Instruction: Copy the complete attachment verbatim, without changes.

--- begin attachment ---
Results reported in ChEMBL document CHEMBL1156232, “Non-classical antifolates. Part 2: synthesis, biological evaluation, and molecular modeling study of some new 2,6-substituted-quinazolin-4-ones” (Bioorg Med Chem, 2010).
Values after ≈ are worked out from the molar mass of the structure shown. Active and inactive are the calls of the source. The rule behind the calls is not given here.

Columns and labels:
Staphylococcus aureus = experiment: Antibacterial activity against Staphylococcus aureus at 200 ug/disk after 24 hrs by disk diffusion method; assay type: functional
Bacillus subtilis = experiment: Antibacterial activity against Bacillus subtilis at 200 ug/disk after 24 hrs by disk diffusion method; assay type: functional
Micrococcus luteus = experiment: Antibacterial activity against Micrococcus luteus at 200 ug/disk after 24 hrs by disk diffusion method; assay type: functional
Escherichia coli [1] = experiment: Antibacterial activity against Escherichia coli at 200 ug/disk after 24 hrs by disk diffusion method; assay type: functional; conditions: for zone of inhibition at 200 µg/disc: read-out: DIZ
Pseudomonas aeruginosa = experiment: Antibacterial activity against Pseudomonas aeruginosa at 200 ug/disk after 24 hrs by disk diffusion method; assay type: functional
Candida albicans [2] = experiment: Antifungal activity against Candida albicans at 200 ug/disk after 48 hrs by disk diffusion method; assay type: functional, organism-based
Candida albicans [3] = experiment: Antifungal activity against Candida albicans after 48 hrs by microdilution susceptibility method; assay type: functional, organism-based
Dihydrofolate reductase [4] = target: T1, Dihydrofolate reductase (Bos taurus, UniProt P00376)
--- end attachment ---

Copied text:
Results reported in ChEMBL document CHEMBL1156232, “Non-classical antifolates. Part 2: synthesis, biological evaluation, and molecular modeling study of some new 2,6-substituted-quinazolin-4-ones” (Bioorg Med Chem, 2010).
Values after ≈ are worked out from the molar mass of the structure shown. Active and inactive are the calls of the source. The rule behind the calls is not given here.

Columns and labels:
Staphylococcus aureus = experiment: Antibacterial activity against Staphylococcus aureus at 200 ug/disk after 24 hrs by disk diffusion method; assay type: functional
Bacillus subtilis = experiment: Antibacterial activity against Bacillus subtilis at 200 ug/disk after 24 hrs by disk diffusion method; assay type: functional
Micrococcus luteus = experiment: Antibacterial activity against Micrococcus luteus at 200 ug/disk after 24 hrs by disk diffusion method; assay type: functional
Escherichia coli [1] = experiment: Antibacterial activity against Escherichia coli at 200 ug/disk after 24 hrs by disk diffusion method; assay type: functional; conditions: for zone of inhibition at 200 µg/disc: read-out: DIZ
Pseudomonas aeruginosa = experiment: Antibacterial activity against Pseudomonas aeruginosa at 200 ug/disk after 24 hrs by disk diffusion method; assay type: functional
Candida albicans [2] = experiment: Antifungal activity against Candida albicans at 200 ug/disk after 48 hrs by disk diffusion method; assay type: functional, organism-based
Candida albicans [3] = experiment: Antifungal activity against Candida albicans after 48 hrs by microdilution susceptibility method; assay type: functional, organism-based
Dihydrofolate reductase [4] = target: T1, Dihydrofolate reductase (Bos taurus, UniProt P00376)